It was around 06:30am one morning guests and I left Sasakwa lodge for a morning game drive. We found the Butamtam pride with 12 individuals walking across the Sasakwa plain and so we followed the Lions for some time.
As we followed, we realized that they were headed to a small pond to drink. On that pond there was one hyena also drinking and it wasn’t aware that lions were approaching from behind also, like the Hyena, looking to quench their thirst.
By the time Hyena realized the Lions were close, it was too late to escape. The unsuspecting Hyena was surrounded and with nowhere to run was caught and roughed up significantly by the larger, more powerful Lions.
We watched in amazement, the Hyena appeared motionless. Had the Lions killed the Hyena with a devastating bite? The hyena remained absolutely motionless beneath the bulk of the male Lion. The Lions eventually released the Hyena but remained close by watching and waiting for any sign of life.
My guests and I were glued to the scene, also waiting for the slightest sign of life. As the sun began to rise in the sky more than an hour later, the Lions moved off to the nearby shade of the thickets. Amazingly the Hyena twitched…there was movement! Slowly and tentatively the Hyena gathered itself as if to come back from the dead, stood up and simply ambled away unnoticed by the Lions, who by this time were fast asleep. It was an incredible moment and till this day I cannot decide if the Hyena had feigned death or simply fainted at the thought of being torn to pieces by the Lions! Either way, the Hyena had outsmarted the Lions…knowingly of not I suppose we will never know.
It was a beautiful morning as I drove the Raho drainage area with my guests when we noticed a large martial eagle that seemed to be showing considerable interest in a small group of white storks. The white storks were feeding on the edge of a pool on the drainage line.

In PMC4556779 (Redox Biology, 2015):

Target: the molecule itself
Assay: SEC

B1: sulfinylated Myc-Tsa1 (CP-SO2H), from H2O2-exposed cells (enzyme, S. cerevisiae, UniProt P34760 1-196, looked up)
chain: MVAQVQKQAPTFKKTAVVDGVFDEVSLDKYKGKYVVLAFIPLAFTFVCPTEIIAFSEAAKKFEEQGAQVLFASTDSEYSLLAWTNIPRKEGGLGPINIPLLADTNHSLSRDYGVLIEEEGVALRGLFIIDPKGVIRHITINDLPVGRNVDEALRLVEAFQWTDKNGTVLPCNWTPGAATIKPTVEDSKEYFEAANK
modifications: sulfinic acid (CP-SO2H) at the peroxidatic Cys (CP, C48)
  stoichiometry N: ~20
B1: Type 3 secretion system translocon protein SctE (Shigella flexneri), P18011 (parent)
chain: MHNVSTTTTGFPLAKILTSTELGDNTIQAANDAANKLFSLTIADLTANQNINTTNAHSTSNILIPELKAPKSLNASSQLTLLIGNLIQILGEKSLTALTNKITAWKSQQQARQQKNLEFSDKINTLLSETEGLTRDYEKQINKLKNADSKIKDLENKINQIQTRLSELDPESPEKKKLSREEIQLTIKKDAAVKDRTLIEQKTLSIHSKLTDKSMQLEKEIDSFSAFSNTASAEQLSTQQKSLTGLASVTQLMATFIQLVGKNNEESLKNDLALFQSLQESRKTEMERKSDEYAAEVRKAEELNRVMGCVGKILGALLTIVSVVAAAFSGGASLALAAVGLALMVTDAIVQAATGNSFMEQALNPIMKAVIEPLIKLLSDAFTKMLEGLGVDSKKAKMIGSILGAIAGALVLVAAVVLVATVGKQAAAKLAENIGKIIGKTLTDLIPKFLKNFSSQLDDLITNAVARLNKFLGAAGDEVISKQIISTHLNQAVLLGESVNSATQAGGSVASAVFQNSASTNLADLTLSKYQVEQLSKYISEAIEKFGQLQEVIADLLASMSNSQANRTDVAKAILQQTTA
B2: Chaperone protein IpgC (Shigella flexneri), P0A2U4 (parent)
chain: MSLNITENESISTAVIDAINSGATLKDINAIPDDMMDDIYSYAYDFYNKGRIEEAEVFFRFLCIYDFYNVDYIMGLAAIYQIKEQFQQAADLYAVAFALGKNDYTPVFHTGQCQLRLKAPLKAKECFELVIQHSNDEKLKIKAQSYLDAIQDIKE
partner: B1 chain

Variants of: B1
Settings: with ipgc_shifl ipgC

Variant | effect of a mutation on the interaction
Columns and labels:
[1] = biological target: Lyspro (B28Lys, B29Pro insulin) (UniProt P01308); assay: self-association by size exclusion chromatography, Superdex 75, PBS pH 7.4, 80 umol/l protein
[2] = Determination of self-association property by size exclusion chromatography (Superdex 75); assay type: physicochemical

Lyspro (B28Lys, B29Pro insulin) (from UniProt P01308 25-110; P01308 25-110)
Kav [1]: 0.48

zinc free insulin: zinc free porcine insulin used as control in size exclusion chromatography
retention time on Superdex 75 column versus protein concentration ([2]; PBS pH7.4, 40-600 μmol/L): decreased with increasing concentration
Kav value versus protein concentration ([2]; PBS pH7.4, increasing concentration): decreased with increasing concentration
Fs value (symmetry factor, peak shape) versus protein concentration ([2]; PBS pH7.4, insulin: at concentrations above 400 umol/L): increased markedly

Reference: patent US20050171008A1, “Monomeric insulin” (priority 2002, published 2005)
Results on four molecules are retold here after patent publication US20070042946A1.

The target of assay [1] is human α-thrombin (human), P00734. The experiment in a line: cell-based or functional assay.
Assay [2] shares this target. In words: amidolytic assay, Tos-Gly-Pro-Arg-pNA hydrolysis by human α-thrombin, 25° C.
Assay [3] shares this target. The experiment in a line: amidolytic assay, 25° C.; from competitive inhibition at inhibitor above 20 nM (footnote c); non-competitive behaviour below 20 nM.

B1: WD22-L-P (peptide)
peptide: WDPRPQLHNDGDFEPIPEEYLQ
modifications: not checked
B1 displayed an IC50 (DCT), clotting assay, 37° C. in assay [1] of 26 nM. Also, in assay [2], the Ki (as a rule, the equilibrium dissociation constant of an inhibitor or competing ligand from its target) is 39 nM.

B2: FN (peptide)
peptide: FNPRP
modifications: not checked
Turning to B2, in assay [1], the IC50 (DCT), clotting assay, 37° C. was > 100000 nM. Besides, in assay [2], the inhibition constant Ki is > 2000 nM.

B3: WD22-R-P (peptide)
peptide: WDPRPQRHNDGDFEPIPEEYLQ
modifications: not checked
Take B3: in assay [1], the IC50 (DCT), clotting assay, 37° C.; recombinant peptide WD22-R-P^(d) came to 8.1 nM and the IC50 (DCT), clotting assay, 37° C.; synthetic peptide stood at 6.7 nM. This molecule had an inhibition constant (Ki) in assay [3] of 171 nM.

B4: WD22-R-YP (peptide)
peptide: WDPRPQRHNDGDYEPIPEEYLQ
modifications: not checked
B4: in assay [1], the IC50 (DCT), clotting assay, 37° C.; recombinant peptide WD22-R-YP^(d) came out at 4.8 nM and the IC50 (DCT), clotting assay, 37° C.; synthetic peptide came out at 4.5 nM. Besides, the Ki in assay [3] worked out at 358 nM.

It was the beginning of April when I was driving along the banks of the Grumeti River and happened across a breeding herd of elephants. There had been some reasonable rain in the last few days and the river was flowing steadily. I realised that the herd of elephants wanted to cross the river towards me and so I positioned the vehicle nicely to observe this with my guest.
It was early in the morning and the birds were singing their pleasant melodies. Guests and I were watching the stunning rays of the sun as it rose over the hills to the east. Whilst enjoying this powerful moment, out on the Sasakwa Plain, I glanced to the north to see a male cheetah lying down on the grasslands. I turned to the guests and told them what I had seen but they could not believe the distance at which I had identified it. We moved in for a closer look. It appeared that this lovely male cheetah was becoming active as it yawned, stood and began to stretch.